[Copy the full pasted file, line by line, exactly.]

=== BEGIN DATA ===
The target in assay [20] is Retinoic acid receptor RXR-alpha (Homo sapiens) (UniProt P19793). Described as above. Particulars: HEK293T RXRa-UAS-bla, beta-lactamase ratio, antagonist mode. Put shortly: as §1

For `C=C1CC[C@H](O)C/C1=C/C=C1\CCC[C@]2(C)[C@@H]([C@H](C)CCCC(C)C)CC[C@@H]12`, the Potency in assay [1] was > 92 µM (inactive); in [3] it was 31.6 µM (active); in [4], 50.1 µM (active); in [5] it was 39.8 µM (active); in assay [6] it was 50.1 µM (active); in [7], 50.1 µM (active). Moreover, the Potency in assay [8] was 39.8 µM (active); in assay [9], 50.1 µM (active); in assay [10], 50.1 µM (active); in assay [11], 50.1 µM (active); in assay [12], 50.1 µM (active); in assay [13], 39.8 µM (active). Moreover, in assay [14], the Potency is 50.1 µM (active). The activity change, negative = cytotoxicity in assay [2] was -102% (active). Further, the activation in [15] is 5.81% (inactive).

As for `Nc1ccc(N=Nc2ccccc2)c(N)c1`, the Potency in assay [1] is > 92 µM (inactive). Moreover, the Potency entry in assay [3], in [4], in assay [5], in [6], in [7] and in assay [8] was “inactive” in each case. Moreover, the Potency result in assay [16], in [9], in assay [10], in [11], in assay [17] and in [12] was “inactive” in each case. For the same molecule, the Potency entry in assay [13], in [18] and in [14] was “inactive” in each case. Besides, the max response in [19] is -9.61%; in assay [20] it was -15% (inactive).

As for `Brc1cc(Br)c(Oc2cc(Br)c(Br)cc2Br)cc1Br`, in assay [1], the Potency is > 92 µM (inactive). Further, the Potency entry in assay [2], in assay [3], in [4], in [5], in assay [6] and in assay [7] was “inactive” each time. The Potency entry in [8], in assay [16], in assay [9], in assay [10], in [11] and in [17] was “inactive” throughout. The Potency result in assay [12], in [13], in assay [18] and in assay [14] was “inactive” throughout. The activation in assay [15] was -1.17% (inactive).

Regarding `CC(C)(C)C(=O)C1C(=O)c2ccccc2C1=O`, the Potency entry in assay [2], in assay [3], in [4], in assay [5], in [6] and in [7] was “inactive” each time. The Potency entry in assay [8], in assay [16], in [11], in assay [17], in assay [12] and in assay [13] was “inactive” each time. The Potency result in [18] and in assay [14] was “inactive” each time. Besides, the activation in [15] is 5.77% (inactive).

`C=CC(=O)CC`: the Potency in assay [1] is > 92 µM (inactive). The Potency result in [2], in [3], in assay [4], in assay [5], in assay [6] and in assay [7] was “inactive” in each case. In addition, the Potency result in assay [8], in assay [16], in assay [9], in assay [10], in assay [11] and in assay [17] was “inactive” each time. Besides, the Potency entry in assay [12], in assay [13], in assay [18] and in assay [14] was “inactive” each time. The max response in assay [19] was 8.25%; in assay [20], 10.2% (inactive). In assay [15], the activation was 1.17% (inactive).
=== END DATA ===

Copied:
The target in assay [20] is Retinoic acid receptor RXR-alpha (Homo sapiens) (UniProt P19793). Described as above. Particulars: HEK293T RXRa-UAS-bla, beta-lactamase ratio, antagonist mode. Put shortly: as §1

For `C=C1CC[C@H](O)C/C1=C/C=C1\CCC[C@]2(C)[C@@H]([C@H](C)CCCC(C)C)CC[C@@H]12`, the Potency in assay [1] was > 92 µM (inactive); in [3] it was 31.6 µM (active); in [4], 50.1 µM (active); in [5] it was 39.8 µM (active); in assay [6] it was 50.1 µM (active); in [7], 50.1 µM (active). Moreover, the Potency in assay [8] was 39.8 µM (active); in assay [9], 50.1 µM (active); in assay [10], 50.1 µM (active); in assay [11], 50.1 µM (active); in assay [12], 50.1 µM (active); in assay [13], 39.8 µM (active). Moreover, in assay [14], the Potency is 50.1 µM (active). The activity change, negative = cytotoxicity in assay [2] was -102% (active). Further, the activation in [15] is 5.81% (inactive).

As for `Nc1ccc(N=Nc2ccccc2)c(N)c1`, the Potency in assay [1] is > 92 µM (inactive). Moreover, the Potency entry in assay [3], in [4], in assay [5], in [6], in [7] and in assay [8] was “inactive” in each case. Moreover, the Potency result in assay [16], in [9], in assay [10], in [11], in assay [17] and in [12] was “inactive” in each case. For the same molecule, the Potency entry in assay [13], in [18] and in [14] was “inactive” in each case. Besides, the max response in [19] is -9.61%; in assay [20] it was -15% (inactive).

As for `Brc1cc(Br)c(Oc2cc(Br)c(Br)cc2Br)cc1Br`, in assay [1], the Potency is > 92 µM (inactive). Further, the Potency entry in assay [2], in assay [3], in [4], in [5], in assay [6] and in assay [7] was “inactive” each time. The Potency entry in [8], in assay [16], in assay [9], in assay [10], in [11] and in [17] was “inactive” throughout. The Potency result in assay [12], in [13], in assay [18] and in assay [14] was “inactive” throughout. The activation in assay [15] was -1.17% (inactive).

Regarding `CC(C)(C)C(=O)C1C(=O)c2ccccc2C1=O`, the Potency entry in assay [2], in assay [3], in [4], in assay [5], in [6] and in [7] was “inactive” each time. The Potency entry in assay [8], in assay [16], in [11], in assay [17], in assay [12] and in assay [13] was “inactive” each time. The Potency result in [18] and in assay [14] was “inactive” each time. Besides, the activation in [15] is 5.77% (inactive).

`C=CC(=O)CC`: the Potency in assay [1] is > 92 µM (inactive). The Potency result in [2], in [3], in assay [4], in assay [5], in assay [6] and in assay [7] was “inactive” in each case. In addition, the Potency result in assay [8], in assay [16], in assay [9], in assay [10], in assay [11] and in assay [17] was “inactive” each time. Besides, the Potency entry in assay [12], in assay [13], in assay [18] and in assay [14] was “inactive” each time. The max response in assay [19] was 8.25%; in assay [20], 10.2% (inactive). In assay [15], the activation was 1.17% (inactive).